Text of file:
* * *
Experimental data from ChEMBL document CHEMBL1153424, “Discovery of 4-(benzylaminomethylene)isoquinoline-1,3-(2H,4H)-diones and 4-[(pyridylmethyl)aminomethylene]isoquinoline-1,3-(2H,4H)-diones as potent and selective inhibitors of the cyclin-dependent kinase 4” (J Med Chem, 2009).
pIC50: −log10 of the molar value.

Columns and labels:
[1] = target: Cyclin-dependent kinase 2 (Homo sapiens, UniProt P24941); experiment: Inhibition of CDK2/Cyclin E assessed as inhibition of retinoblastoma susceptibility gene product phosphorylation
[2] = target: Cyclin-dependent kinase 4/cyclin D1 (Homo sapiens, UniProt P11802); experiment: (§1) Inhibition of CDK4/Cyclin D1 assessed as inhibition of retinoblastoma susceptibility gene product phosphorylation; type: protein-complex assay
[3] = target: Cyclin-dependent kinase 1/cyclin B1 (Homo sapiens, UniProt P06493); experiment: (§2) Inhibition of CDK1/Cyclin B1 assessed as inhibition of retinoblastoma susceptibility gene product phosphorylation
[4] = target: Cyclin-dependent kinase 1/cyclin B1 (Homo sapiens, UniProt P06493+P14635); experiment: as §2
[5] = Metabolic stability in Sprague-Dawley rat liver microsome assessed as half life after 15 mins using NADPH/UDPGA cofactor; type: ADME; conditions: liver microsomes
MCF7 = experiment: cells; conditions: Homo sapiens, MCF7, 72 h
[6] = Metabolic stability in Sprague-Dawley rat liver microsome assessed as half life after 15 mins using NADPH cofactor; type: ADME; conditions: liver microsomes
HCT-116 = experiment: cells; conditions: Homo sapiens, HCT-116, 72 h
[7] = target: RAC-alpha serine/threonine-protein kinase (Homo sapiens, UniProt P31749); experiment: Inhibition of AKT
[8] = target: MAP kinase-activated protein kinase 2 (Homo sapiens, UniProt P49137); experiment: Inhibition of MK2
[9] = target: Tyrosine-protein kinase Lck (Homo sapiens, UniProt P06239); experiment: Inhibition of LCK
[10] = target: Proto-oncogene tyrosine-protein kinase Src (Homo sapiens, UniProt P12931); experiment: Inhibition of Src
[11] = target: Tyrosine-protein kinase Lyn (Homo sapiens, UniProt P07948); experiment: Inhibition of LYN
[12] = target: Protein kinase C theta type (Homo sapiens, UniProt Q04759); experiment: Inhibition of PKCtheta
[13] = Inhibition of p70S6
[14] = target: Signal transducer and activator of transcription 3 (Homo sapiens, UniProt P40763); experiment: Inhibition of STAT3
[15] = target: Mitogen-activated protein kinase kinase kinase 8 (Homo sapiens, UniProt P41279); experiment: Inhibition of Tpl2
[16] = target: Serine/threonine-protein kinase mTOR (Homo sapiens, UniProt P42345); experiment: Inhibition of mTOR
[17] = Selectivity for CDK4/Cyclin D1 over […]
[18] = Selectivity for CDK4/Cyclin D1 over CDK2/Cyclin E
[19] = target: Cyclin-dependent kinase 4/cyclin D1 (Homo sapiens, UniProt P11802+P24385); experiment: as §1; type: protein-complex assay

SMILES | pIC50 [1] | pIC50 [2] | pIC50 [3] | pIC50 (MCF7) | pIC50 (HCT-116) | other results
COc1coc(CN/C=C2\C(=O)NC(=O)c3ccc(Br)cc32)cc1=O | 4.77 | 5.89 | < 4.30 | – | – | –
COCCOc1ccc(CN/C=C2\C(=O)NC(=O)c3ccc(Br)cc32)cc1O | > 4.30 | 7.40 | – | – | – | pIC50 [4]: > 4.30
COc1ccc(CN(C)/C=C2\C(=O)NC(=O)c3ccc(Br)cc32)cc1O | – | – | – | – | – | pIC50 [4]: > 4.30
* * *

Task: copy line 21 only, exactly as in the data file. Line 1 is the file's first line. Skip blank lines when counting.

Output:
[16] = target: Serine/threonine-protein kinase mTOR (Homo sapiens, UniProt P42345); experiment: Inhibition of mTOR